The track’s waveform is a long dark band of singularly rectangular dimensions. The top and bottom of the wave seem perfectly horizontal. If you blow it up in your browser, it looks like the cityscape from the video game Canabalt as seen in its entirety from across a vast distance. The track is titled “Distant,” and it’s by Damon Loren Baker, who in the work is exploring various aspects of white noise (hence the image, reproduced above, that accompanies the track on the website of Radius, the great podcast that distributed it).

From Baker’s description, the white noise that “Distant” appears to consist of isn’t in fact the original recording itself, but the effect of that recording when broadcast. Here is his description in detail:

Distant consists of white noise and sine waves that are beyond the range of most adults’ hearing. They are arranged carefully in chosen phrase relationships amongst signals that are completely inaudible and have no apparent effect on the final sound. However, when broadcast using a radio transmitter (ideally a low power one, the lower fidelity and power the better) those phrase relationships become mangled by the interaction of the broadcast with the environment it fills and activates. When the listener is too close to the signal, the subtleties between the phrase relationships are lost. When too far, the subtleties become inaudible. However, when somewhere between near and far, the garbling of the transmission creates pulses and tones from the creative and destructive interference caused by the reflected signal and the collapse of the stereo image.  The entire distant range of the broadcast radius becomes an instrument or an organism. Distant is the breath that brings this organism to life; the act of tuning in and listening to the piece forms it into sound.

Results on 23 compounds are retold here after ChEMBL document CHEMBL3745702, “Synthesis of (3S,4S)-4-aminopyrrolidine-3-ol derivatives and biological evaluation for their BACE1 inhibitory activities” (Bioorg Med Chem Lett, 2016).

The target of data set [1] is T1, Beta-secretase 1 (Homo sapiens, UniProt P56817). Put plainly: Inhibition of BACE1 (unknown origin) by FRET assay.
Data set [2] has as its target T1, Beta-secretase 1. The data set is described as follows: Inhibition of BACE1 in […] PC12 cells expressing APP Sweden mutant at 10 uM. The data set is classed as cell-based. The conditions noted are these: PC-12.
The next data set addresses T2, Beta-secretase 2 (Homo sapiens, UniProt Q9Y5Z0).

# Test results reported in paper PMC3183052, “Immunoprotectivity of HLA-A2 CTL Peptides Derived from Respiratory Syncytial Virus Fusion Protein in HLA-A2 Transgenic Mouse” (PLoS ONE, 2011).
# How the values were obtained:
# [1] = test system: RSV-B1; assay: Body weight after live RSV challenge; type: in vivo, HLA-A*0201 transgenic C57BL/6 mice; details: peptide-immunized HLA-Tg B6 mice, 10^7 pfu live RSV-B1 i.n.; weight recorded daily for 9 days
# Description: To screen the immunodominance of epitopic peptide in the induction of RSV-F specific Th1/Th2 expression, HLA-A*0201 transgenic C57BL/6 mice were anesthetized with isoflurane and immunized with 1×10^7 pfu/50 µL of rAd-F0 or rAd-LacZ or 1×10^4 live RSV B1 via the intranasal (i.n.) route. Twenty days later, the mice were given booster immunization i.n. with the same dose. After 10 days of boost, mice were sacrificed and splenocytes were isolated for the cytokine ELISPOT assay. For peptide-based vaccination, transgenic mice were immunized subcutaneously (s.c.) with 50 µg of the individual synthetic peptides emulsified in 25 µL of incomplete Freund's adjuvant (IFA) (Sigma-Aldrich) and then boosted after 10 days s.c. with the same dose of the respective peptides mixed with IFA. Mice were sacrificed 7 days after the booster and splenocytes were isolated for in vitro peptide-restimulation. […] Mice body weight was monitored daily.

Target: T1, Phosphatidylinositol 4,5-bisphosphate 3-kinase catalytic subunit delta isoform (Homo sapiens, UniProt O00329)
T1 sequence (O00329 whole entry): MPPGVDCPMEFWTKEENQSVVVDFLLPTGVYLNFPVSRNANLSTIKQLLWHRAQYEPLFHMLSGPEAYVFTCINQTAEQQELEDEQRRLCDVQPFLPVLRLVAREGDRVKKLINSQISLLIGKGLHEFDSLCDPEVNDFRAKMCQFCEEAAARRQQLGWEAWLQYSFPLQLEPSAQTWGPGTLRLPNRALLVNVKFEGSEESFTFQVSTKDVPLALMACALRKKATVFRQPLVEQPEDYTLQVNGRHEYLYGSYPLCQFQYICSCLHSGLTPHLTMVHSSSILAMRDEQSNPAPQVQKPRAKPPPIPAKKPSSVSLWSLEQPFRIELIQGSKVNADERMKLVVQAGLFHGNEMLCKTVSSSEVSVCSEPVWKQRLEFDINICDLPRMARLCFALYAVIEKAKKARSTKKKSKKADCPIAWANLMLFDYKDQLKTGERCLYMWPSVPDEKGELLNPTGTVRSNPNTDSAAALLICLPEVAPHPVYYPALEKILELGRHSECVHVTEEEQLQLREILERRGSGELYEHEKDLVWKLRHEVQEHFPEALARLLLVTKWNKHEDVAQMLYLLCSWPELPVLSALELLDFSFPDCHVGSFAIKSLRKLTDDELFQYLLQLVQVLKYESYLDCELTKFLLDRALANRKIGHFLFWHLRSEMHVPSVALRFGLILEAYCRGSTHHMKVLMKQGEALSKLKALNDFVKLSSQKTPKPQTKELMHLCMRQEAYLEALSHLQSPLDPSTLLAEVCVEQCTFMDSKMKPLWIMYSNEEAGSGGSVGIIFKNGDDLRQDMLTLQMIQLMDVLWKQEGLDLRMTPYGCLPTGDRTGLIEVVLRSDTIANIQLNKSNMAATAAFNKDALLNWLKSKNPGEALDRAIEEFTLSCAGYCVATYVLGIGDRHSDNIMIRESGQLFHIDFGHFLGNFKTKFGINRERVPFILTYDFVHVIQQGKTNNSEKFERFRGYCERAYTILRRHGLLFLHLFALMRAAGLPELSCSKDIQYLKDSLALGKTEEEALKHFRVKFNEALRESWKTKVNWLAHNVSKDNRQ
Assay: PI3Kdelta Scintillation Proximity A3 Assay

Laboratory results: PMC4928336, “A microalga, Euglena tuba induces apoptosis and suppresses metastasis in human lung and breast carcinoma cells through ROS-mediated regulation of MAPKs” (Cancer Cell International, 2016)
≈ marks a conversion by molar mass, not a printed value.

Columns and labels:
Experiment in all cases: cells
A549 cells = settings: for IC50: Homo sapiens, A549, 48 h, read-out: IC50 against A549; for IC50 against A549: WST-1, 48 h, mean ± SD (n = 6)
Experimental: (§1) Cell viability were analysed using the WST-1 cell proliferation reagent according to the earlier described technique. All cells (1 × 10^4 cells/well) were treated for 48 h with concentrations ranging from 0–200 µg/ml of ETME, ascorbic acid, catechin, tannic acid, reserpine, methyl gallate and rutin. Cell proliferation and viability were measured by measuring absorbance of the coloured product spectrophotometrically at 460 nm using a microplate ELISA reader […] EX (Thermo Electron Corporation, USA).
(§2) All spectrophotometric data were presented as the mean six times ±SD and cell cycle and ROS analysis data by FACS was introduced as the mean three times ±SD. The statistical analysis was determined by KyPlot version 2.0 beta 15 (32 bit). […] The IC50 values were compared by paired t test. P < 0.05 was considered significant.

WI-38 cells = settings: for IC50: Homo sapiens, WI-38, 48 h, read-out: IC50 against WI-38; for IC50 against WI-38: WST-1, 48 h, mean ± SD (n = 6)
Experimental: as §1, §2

Track originally posted for free download and streaming at and More from Baker at